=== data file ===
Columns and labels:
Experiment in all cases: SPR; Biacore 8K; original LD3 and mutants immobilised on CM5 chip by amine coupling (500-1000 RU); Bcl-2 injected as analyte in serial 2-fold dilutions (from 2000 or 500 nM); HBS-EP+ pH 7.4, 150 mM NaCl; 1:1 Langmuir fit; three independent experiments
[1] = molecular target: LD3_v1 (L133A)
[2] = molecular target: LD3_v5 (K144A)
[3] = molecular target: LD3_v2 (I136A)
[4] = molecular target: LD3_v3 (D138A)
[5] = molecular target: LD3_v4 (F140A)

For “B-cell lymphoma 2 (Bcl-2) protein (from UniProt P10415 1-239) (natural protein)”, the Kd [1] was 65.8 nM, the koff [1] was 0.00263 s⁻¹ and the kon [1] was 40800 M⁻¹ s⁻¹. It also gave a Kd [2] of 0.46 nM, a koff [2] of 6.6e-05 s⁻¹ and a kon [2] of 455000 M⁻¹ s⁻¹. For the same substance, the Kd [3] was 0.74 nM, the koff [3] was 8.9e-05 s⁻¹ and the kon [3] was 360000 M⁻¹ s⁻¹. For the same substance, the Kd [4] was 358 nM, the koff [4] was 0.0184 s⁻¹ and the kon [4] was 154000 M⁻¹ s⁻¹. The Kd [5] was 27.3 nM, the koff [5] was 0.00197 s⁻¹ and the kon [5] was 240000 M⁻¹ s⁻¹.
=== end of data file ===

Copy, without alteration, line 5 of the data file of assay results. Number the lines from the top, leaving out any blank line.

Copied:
[3] = molecular target: LD3_v2 (I136A)